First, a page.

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Protesters sitting together from the Selma to Montgomery marches

Wandering in the Desert (Airport), Searching for the Promised Land (Selma)

On March 7, 1965, civil rights leaders led 600 peaceful marchers from Selma towards Montgomery, AL in pursuit of voting rights, but were stopped after just six blocks. The marchers were brutally attacked by police as they crossed the Edmund Pettus Bridge. Images of the confrontation were televised across the country and the world, horrifying citizens and rousing much-needed, broad public support for voting rights. The day became known as “Bloody Sunday” and helped lead to the passage of the landmark Voting Rights Act later that year.

As longtime advocates of voting rights and civil rights, this is an important moment for the Reform Movement not only to commemorate this incredible milestone in our nation’s journey for justice, but also to recognize the work that remains to be done. For the current RAC LAs, we feel like inheritors of this tradition and believe firmly in the need for all people, of all backgrounds, to join together in the fight for justice. Read more…

Edmund_Pettus_Bridge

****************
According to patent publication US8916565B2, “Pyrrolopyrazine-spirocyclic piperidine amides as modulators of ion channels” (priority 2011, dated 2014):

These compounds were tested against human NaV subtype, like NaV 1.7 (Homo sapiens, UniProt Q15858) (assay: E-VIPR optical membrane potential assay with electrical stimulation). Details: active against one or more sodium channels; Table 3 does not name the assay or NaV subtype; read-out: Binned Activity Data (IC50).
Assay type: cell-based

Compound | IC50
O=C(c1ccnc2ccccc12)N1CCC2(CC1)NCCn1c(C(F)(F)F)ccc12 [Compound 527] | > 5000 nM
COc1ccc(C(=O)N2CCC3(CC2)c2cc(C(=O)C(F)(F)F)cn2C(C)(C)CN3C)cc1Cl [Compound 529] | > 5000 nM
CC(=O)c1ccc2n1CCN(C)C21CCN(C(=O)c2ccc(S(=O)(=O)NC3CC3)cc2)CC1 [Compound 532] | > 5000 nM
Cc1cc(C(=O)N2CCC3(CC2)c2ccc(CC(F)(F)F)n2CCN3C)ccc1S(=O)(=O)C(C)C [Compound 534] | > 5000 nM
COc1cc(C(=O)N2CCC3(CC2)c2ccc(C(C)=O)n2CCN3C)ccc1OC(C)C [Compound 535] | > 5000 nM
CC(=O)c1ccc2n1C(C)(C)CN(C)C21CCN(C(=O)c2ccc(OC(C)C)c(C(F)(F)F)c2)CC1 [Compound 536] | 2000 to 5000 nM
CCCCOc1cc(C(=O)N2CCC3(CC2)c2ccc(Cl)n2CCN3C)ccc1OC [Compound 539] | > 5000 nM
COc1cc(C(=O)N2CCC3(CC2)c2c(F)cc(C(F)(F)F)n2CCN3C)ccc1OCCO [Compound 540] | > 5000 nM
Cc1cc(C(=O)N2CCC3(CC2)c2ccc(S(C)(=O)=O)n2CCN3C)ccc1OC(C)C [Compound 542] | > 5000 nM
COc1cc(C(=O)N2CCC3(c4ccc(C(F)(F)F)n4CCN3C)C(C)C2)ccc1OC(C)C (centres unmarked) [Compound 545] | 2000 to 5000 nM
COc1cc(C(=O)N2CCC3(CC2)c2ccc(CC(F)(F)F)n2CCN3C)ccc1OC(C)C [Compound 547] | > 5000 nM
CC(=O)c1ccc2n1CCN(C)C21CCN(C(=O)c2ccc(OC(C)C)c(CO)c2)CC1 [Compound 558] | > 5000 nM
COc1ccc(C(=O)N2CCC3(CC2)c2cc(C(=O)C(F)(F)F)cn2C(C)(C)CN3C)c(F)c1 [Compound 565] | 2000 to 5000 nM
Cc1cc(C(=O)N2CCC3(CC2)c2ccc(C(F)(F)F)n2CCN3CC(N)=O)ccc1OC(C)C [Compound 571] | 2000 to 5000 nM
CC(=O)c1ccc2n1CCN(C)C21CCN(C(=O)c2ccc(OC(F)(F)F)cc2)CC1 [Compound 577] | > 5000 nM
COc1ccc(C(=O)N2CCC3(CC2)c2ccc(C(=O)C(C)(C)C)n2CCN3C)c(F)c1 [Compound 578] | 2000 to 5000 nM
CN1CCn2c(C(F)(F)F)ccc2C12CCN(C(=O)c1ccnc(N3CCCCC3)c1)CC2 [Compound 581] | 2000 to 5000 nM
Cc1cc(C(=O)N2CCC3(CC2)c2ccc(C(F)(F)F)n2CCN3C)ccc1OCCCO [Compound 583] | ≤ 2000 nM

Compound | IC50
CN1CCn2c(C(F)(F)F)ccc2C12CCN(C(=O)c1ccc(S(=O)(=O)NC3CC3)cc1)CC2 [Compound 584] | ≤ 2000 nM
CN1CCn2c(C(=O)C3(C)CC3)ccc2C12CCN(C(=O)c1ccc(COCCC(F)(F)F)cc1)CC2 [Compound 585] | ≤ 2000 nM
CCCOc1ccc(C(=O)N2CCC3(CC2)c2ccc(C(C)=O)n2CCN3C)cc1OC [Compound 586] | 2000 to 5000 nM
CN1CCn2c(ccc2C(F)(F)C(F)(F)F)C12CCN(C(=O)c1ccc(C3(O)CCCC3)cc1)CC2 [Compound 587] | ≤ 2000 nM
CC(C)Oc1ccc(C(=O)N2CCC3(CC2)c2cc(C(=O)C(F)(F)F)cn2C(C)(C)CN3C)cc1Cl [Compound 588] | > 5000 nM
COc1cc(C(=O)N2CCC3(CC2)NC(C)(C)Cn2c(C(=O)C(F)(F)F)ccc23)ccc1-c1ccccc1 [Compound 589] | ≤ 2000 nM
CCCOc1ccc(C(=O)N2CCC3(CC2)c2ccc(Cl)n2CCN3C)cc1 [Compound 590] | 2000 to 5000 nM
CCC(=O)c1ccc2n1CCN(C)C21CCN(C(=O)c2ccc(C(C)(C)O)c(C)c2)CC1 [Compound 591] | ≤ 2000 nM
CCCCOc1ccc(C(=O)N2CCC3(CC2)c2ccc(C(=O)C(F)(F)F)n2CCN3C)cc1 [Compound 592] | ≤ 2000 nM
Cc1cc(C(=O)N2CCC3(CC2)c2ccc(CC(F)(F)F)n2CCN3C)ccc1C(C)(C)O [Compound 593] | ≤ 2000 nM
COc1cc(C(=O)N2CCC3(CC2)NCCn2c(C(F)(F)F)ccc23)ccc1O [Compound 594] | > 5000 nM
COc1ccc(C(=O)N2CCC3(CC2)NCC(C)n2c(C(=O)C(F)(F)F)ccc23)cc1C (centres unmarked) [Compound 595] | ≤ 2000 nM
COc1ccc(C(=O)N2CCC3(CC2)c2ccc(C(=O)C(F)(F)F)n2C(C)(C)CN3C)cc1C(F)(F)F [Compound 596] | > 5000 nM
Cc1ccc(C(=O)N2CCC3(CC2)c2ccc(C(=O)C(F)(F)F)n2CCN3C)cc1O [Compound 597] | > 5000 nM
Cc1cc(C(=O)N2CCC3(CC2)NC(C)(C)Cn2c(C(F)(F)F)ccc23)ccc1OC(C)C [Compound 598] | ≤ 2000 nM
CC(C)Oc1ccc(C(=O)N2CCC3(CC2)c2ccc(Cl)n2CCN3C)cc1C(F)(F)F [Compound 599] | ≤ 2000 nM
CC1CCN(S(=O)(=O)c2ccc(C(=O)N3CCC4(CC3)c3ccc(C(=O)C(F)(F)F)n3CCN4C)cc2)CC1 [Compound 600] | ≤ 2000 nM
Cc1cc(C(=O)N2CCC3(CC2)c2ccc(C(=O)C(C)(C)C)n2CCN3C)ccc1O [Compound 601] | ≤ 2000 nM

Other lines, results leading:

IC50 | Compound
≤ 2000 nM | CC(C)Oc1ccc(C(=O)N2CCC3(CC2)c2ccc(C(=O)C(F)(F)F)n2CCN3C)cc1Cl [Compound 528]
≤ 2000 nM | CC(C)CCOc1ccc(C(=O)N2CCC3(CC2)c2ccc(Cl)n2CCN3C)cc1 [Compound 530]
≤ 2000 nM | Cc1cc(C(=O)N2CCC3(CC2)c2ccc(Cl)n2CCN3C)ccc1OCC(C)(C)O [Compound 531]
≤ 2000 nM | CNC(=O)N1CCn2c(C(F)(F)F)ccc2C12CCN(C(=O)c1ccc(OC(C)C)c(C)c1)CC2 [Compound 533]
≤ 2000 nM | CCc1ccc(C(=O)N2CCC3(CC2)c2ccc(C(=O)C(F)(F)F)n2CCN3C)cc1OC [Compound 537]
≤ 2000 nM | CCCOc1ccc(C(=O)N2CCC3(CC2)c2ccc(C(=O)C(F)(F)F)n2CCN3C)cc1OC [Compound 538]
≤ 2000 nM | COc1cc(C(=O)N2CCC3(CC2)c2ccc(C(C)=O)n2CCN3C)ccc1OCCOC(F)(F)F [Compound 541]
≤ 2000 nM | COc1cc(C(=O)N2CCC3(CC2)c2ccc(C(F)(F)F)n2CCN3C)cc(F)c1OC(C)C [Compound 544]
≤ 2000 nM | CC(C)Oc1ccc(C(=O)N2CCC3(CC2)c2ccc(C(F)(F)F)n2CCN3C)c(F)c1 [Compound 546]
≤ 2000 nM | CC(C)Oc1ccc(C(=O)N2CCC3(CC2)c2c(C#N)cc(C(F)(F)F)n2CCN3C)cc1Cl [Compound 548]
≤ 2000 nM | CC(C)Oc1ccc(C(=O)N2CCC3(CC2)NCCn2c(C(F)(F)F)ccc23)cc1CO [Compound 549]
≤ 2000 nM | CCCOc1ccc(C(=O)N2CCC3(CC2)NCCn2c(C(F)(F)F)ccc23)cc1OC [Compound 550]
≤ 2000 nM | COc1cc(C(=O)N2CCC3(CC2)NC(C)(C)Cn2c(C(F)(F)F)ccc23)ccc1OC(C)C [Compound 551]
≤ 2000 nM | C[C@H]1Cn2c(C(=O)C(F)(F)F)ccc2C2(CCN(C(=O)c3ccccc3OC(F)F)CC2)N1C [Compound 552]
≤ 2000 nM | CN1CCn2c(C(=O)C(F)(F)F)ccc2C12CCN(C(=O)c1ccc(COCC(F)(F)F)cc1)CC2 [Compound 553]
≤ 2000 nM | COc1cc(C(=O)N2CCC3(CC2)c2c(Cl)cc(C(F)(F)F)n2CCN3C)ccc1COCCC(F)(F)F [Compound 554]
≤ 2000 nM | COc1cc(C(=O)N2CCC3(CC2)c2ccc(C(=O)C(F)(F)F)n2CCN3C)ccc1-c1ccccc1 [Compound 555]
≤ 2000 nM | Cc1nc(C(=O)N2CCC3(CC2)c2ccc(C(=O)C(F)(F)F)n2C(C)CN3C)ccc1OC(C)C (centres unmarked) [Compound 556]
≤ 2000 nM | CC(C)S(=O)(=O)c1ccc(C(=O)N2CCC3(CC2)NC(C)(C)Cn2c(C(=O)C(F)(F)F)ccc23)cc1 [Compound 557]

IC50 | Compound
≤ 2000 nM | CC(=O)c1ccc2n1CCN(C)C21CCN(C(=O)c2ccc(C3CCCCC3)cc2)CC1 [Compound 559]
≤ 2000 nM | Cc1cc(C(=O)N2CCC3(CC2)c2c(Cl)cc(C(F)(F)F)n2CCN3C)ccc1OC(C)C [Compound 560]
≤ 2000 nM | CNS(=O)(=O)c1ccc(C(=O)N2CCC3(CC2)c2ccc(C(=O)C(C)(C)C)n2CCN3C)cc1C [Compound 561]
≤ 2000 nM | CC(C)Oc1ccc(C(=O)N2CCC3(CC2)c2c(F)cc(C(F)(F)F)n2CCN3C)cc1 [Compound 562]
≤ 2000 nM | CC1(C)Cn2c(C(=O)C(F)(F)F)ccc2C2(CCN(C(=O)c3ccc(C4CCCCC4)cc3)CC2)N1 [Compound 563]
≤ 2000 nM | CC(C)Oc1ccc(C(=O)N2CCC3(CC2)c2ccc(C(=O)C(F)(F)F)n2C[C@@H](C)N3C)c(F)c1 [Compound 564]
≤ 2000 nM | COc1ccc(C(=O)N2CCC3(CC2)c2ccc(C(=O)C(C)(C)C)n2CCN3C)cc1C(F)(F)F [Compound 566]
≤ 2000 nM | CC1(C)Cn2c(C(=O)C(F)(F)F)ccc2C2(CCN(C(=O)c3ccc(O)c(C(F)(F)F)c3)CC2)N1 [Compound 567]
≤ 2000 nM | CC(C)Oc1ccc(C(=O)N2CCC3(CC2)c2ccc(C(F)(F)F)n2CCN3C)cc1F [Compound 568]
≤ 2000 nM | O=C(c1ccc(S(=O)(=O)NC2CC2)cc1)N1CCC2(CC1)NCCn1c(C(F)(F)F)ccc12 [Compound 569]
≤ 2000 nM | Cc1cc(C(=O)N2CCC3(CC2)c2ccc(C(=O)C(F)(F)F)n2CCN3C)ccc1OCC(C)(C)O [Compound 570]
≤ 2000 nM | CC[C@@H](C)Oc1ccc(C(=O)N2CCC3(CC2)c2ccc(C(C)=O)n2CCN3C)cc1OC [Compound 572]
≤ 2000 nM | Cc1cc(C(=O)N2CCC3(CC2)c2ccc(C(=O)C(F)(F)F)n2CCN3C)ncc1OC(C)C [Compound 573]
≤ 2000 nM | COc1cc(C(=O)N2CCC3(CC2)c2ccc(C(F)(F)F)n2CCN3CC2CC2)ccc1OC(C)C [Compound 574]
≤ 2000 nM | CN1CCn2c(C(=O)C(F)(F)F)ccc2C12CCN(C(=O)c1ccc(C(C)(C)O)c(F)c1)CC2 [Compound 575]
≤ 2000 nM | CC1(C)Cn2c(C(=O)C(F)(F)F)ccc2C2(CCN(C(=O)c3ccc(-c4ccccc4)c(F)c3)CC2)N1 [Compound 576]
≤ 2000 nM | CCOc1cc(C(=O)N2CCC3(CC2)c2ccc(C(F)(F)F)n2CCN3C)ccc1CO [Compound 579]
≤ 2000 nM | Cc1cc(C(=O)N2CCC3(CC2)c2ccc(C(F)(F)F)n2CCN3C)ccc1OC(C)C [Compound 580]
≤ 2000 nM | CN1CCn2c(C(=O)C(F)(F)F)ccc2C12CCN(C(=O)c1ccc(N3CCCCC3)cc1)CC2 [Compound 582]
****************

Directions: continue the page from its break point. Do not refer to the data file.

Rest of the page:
Selma, 50 Years Later: What Can You Do to Mark this Occasion?

Next weekend marks the 50th Anniversary of Bloody Sunday.

On March 7, 1965, civil rights leaders led 600 peaceful marchers from Selma towards Montgomery, AL in pursuit of voting rights, but were stopped after just six blocks. The marchers were brutally attacked by police as they crossed the Edmund Pettus Bridge. Images of the confrontation were televised across the country and the world, horrifying citizens and rousing much-needed, broad public support for voting rights. The day became known as “Bloody Sunday” and helped lead to the passage of the landmark Voting Rights Act later that year. Read more…

A number of Oscars all in a row

Social Justice at the Oscars

In case you missed it, last night at the Academy Awards, many of the winners discussed important issues of social justice in their acceptance speeches. The stage of the Dolby Theater is a unique platform to call attention to these critical issues, and it can be validating to see celebrities discuss topics that we have long been working on in our mandate to repair the world. Read more…

L'Taken Students Voting Rights picture

L’Taken Teens Inspire Us to Fight for Voting Rights for All

Last month, four L’Taken participants from Temple Emanuel in Cherry Hill, New Jersey spoke to their Members of Congress about their passion for voting rights. Brett Eisenberg, Victoria Kalbacher, Daniel Susson and Julie Benbassat spoke eloquently about our democracy and our duty as citizens to protect it. As we wait for the re-introduction of the Voting Rights Amendment Act, we must remember that there is still so much to be done to ensure free and fair elections. Read more…